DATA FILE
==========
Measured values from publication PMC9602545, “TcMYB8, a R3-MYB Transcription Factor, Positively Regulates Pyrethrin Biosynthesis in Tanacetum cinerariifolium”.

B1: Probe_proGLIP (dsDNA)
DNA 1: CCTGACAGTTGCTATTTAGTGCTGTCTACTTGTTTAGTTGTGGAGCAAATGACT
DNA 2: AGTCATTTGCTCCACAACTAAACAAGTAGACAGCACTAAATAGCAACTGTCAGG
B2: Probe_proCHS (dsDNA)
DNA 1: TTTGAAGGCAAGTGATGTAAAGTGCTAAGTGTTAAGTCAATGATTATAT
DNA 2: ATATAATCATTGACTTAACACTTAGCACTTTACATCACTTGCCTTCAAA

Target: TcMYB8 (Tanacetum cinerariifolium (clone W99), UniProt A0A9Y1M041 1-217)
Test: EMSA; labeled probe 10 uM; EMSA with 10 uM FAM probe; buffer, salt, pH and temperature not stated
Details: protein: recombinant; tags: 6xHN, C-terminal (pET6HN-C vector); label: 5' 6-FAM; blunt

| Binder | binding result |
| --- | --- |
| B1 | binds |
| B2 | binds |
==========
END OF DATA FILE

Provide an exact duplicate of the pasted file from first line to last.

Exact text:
Measured values from publication PMC9602545, “TcMYB8, a R3-MYB Transcription Factor, Positively Regulates Pyrethrin Biosynthesis in Tanacetum cinerariifolium”.

B1: Probe_proGLIP (dsDNA)
DNA 1: CCTGACAGTTGCTATTTAGTGCTGTCTACTTGTTTAGTTGTGGAGCAAATGACT
DNA 2: AGTCATTTGCTCCACAACTAAACAAGTAGACAGCACTAAATAGCAACTGTCAGG
B2: Probe_proCHS (dsDNA)
DNA 1: TTTGAAGGCAAGTGATGTAAAGTGCTAAGTGTTAAGTCAATGATTATAT
DNA 2: ATATAATCATTGACTTAACACTTAGCACTTTACATCACTTGCCTTCAAA

Target: TcMYB8 (Tanacetum cinerariifolium (clone W99), UniProt A0A9Y1M041 1-217)
Test: EMSA; labeled probe 10 uM; EMSA with 10 uM FAM probe; buffer, salt, pH and temperature not stated
Details: protein: recombinant; tags: 6xHN, C-terminal (pET6HN-C vector); label: 5' 6-FAM; blunt

| Binder | binding result |
| --- | --- |
| B1 | binds |
| B2 | binds |